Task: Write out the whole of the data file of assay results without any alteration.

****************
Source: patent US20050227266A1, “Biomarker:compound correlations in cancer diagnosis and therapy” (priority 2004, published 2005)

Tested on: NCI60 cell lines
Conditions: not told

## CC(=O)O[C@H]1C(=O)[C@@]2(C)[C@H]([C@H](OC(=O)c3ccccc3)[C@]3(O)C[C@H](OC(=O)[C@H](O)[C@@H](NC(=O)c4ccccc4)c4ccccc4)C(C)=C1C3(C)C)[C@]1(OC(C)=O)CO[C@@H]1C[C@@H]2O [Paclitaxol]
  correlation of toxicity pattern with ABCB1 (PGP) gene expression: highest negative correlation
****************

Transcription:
Source: patent US20050227266A1, “Biomarker:compound correlations in cancer diagnosis and therapy” (priority 2004, published 2005)

Tested on: NCI60 cell lines
Conditions: not told

## CC(=O)O[C@H]1C(=O)[C@@]2(C)[C@H]([C@H](OC(=O)c3ccccc3)[C@]3(O)C[C@H](OC(=O)[C@H](O)[C@@H](NC(=O)c4ccccc4)c4ccccc4)C(C)=C1C3(C)C)[C@]1(OC(C)=O)CO[C@@H]1C[C@@H]2O [Paclitaxol]
  correlation of toxicity pattern with ABCB1 (PGP) gene expression: highest negative correlation